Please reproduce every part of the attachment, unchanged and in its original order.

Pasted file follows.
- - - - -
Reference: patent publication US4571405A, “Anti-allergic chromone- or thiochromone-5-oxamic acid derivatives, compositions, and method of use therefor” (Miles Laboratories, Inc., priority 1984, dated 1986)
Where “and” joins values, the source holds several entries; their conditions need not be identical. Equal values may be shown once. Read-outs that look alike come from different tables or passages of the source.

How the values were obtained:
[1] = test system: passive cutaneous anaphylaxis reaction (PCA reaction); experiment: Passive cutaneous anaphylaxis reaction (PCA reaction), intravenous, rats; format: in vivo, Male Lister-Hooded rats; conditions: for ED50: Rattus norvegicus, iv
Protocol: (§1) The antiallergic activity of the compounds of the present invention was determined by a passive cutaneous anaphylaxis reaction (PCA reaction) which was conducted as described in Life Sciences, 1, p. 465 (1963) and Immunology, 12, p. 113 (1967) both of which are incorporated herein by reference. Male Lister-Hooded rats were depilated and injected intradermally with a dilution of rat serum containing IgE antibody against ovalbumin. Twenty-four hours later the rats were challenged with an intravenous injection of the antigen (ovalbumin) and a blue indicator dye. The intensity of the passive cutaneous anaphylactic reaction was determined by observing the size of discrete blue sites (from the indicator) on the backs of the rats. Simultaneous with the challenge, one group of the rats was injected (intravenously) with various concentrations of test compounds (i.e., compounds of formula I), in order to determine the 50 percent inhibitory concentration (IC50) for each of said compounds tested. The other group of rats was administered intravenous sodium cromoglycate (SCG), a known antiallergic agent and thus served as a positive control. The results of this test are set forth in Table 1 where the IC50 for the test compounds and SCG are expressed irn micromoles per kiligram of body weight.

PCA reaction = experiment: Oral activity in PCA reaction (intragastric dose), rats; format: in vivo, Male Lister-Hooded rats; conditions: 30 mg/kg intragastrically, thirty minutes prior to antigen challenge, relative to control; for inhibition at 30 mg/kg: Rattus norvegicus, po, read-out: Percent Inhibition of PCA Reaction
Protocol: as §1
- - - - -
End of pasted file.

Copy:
Reference: patent publication US4571405A, “Anti-allergic chromone- or thiochromone-5-oxamic acid derivatives, compositions, and method of use therefor” (Miles Laboratories, Inc., priority 1984, dated 1986)
Where “and” joins values, the source holds several entries; their conditions need not be identical. Equal values may be shown once. Read-outs that look alike come from different tables or passages of the source.

How the values were obtained:
[1] = test system: passive cutaneous anaphylaxis reaction (PCA reaction); experiment: Passive cutaneous anaphylaxis reaction (PCA reaction), intravenous, rats; format: in vivo, Male Lister-Hooded rats; conditions: for ED50: Rattus norvegicus, iv
Protocol: (§1) The antiallergic activity of the compounds of the present invention was determined by a passive cutaneous anaphylaxis reaction (PCA reaction) which was conducted as described in Life Sciences, 1, p. 465 (1963) and Immunology, 12, p. 113 (1967) both of which are incorporated herein by reference. Male Lister-Hooded rats were depilated and injected intradermally with a dilution of rat serum containing IgE antibody against ovalbumin. Twenty-four hours later the rats were challenged with an intravenous injection of the antigen (ovalbumin) and a blue indicator dye. The intensity of the passive cutaneous anaphylactic reaction was determined by observing the size of discrete blue sites (from the indicator) on the backs of the rats. Simultaneous with the challenge, one group of the rats was injected (intravenously) with various concentrations of test compounds (i.e., compounds of formula I), in order to determine the 50 percent inhibitory concentration (IC50) for each of said compounds tested. The other group of rats was administered intravenous sodium cromoglycate (SCG), a known antiallergic agent and thus served as a positive control. The results of this test are set forth in Table 1 where the IC50 for the test compounds and SCG are expressed irn micromoles per kiligram of body weight.

PCA reaction = experiment: Oral activity in PCA reaction (intragastric dose), rats; format: in vivo, Male Lister-Hooded rats; conditions: 30 mg/kg intragastrically, thirty minutes prior to antigen challenge, relative to control; for inhibition at 30 mg/kg: Rattus norvegicus, po, read-out: Percent Inhibition of PCA Reaction
Protocol: as §1